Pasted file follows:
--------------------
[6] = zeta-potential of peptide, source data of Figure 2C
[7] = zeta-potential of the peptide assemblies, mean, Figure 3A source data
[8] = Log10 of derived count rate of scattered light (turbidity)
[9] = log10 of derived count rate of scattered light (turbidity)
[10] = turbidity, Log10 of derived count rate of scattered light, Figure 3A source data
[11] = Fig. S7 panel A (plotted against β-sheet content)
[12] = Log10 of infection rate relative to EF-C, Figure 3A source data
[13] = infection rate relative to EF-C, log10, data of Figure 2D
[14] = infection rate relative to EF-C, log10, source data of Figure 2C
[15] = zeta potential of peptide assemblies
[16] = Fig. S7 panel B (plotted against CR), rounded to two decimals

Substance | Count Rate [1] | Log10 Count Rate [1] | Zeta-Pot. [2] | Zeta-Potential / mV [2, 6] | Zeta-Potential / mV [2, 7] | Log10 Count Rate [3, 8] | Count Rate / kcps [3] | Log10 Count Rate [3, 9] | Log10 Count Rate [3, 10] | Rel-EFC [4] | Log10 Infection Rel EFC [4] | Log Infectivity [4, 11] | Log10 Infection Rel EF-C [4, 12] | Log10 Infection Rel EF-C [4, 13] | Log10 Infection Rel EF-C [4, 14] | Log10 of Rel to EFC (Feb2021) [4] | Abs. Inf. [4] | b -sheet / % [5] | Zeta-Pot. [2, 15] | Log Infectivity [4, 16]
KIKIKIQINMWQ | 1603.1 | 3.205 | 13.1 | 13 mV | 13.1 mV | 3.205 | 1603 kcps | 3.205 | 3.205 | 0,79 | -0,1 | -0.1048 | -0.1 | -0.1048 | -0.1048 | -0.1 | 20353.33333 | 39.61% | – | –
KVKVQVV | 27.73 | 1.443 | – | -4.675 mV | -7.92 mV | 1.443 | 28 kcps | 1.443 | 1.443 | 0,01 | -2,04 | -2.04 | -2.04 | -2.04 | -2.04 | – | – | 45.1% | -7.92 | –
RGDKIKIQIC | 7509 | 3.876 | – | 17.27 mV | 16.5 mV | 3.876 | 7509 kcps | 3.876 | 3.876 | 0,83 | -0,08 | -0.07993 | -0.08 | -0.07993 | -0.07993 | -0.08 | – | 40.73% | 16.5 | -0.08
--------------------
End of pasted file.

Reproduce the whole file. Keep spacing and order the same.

[6] = zeta-potential of peptide, source data of Figure 2C
[7] = zeta-potential of the peptide assemblies, mean, Figure 3A source data
[8] = Log10 of derived count rate of scattered light (turbidity)
[9] = log10 of derived count rate of scattered light (turbidity)
[10] = turbidity, Log10 of derived count rate of scattered light, Figure 3A source data
[11] = Fig. S7 panel A (plotted against β-sheet content)
[12] = Log10 of infection rate relative to EF-C, Figure 3A source data
[13] = infection rate relative to EF-C, log10, data of Figure 2D
[14] = infection rate relative to EF-C, log10, source data of Figure 2C
[15] = zeta potential of peptide assemblies
[16] = Fig. S7 panel B (plotted against CR), rounded to two decimals

Substance | Count Rate [1] | Log10 Count Rate [1] | Zeta-Pot. [2] | Zeta-Potential / mV [2, 6] | Zeta-Potential / mV [2, 7] | Log10 Count Rate [3, 8] | Count Rate / kcps [3] | Log10 Count Rate [3, 9] | Log10 Count Rate [3, 10] | Rel-EFC [4] | Log10 Infection Rel EFC [4] | Log Infectivity [4, 11] | Log10 Infection Rel EF-C [4, 12] | Log10 Infection Rel EF-C [4, 13] | Log10 Infection Rel EF-C [4, 14] | Log10 of Rel to EFC (Feb2021) [4] | Abs. Inf. [4] | b -sheet / % [5] | Zeta-Pot. [2, 15] | Log Infectivity [4, 16]
KIKIKIQINMWQ | 1603.1 | 3.205 | 13.1 | 13 mV | 13.1 mV | 3.205 | 1603 kcps | 3.205 | 3.205 | 0,79 | -0,1 | -0.1048 | -0.1 | -0.1048 | -0.1048 | -0.1 | 20353.33333 | 39.61% | – | –
KVKVQVV | 27.73 | 1.443 | – | -4.675 mV | -7.92 mV | 1.443 | 28 kcps | 1.443 | 1.443 | 0,01 | -2,04 | -2.04 | -2.04 | -2.04 | -2.04 | – | – | 45.1% | -7.92 | –
RGDKIKIQIC | 7509 | 3.876 | – | 17.27 mV | 16.5 mV | 3.876 | 7509 kcps | 3.876 | 3.876 | 0,83 | -0,08 | -0.07993 | -0.08 | -0.07993 | -0.07993 | -0.08 | – | 40.73% | 16.5 | -0.08